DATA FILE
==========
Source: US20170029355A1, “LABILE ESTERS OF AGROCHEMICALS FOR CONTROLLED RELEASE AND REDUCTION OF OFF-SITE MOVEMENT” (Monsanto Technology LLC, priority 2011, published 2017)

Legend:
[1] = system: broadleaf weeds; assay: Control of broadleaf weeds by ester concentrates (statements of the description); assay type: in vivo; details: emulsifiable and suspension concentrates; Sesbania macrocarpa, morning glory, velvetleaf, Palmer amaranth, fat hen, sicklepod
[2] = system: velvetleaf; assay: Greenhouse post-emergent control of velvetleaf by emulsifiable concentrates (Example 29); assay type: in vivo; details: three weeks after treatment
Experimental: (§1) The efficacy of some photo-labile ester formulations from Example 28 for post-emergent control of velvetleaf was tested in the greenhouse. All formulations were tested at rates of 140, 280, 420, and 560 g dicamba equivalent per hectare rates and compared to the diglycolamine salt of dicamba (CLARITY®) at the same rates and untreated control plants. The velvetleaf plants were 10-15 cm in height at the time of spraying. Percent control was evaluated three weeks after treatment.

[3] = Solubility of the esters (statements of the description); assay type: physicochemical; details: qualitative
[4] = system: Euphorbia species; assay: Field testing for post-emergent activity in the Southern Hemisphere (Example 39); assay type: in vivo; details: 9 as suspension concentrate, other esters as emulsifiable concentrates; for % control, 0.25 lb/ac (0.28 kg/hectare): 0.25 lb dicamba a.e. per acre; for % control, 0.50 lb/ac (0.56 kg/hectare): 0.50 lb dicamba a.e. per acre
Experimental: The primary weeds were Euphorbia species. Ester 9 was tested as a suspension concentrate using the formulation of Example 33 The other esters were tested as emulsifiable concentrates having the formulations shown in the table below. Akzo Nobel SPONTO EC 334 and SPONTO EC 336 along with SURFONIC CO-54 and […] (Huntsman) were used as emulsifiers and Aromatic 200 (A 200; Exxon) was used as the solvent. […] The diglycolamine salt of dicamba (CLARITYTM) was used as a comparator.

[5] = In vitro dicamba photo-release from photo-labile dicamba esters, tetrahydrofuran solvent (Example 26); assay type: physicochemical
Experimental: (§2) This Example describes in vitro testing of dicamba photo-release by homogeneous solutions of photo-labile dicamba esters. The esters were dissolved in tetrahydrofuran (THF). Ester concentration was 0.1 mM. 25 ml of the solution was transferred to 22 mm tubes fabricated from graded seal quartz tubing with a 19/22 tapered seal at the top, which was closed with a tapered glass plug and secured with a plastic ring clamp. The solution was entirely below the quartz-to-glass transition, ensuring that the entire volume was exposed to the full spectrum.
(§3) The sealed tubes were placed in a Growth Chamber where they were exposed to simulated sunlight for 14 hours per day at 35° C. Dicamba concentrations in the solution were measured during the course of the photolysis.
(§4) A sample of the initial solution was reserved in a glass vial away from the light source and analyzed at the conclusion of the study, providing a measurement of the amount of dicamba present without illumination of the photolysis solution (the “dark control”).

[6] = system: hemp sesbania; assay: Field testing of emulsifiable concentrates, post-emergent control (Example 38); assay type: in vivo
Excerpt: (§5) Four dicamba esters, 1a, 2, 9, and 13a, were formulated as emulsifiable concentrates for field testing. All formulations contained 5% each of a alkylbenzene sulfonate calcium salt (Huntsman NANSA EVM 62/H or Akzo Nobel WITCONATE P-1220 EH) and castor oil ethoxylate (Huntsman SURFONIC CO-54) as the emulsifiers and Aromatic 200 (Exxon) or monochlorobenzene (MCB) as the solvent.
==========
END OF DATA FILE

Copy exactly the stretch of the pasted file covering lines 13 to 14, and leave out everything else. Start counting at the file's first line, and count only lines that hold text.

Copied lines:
[6] = system: hemp sesbania; assay: Field testing of emulsifiable concentrates, post-emergent control (Example 38); assay type: in vivo
Excerpt: (§5) Four dicamba esters, 1a, 2, 9, and 13a, were formulated as emulsifiable concentrates for field testing. All formulations contained 5% each of a alkylbenzene sulfonate calcium salt (Huntsman NANSA EVM 62/H or Akzo Nobel WITCONATE P-1220 EH) and castor oil ethoxylate (Huntsman SURFONIC CO-54) as the emulsifiers and Aromatic 200 (Exxon) or monochlorobenzene (MCB) as the solvent.